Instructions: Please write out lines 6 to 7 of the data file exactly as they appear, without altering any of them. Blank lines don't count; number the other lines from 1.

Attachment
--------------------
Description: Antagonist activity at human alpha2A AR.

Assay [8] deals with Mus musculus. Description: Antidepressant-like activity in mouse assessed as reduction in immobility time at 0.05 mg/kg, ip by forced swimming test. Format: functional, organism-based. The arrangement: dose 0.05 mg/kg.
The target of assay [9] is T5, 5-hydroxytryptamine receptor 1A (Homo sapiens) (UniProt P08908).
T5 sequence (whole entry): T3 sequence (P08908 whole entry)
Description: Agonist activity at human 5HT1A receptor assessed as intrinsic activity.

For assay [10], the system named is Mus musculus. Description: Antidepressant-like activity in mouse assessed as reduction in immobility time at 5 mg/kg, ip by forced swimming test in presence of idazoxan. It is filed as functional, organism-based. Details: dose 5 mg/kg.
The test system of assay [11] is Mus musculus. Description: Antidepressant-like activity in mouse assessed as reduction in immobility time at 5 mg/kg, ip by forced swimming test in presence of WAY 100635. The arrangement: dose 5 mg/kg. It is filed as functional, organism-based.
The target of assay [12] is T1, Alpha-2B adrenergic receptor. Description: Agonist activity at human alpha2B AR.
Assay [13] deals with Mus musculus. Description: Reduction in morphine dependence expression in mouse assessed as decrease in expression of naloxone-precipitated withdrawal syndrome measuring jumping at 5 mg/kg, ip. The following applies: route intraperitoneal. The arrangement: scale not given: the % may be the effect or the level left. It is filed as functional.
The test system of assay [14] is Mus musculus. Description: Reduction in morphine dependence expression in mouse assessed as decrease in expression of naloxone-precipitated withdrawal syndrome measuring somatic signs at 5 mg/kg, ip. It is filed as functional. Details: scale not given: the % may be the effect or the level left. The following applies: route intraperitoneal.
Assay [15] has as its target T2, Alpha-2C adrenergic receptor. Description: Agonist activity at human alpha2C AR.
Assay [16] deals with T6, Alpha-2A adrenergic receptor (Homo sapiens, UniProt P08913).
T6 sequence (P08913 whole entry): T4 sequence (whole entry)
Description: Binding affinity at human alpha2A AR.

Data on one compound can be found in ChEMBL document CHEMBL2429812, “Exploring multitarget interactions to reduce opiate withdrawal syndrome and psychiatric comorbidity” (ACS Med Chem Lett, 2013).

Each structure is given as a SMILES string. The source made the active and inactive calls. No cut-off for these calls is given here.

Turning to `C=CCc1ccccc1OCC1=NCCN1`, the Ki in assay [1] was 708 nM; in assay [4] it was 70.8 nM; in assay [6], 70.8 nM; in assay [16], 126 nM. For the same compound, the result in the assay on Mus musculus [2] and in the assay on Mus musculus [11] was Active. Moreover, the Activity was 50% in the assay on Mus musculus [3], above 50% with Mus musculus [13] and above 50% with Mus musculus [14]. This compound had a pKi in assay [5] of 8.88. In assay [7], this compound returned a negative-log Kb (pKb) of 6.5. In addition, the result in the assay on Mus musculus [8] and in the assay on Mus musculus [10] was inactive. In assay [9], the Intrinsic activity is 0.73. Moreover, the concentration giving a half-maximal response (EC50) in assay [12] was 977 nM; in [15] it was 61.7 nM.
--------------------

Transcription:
For assay [10], the system named is Mus musculus. Description: Antidepressant-like activity in mouse assessed as reduction in immobility time at 5 mg/kg, ip by forced swimming test in presence of idazoxan. It is filed as functional, organism-based. Details: dose 5 mg/kg.
The test system of assay [11] is Mus musculus. Description: Antidepressant-like activity in mouse assessed as reduction in immobility time at 5 mg/kg, ip by forced swimming test in presence of WAY 100635. The arrangement: dose 5 mg/kg. It is filed as functional, organism-based.